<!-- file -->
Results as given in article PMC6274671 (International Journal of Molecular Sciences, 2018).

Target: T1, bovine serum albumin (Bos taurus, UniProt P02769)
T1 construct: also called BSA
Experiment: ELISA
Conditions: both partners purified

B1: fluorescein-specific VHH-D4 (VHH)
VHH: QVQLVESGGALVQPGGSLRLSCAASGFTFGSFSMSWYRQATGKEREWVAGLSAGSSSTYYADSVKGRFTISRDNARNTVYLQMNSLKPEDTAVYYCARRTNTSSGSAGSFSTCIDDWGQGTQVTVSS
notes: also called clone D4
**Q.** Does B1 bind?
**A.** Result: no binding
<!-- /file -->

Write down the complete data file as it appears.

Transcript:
Results as given in article PMC6274671 (International Journal of Molecular Sciences, 2018).

Target: T1, bovine serum albumin (Bos taurus, UniProt P02769)
T1 construct: also called BSA
Experiment: ELISA
Conditions: both partners purified

B1: fluorescein-specific VHH-D4 (VHH)
VHH: QVQLVESGGALVQPGGSLRLSCAASGFTFGSFSMSWYRQATGKEREWVAGLSAGSSSTYYADSVKGRFTISRDNARNTVYLQMNSLKPEDTAVYYCARRTNTSSGSAGSFSTCIDDWGQGTQVTVSS
notes: also called clone D4
**Q.** Does B1 bind?
**A.** Result: no binding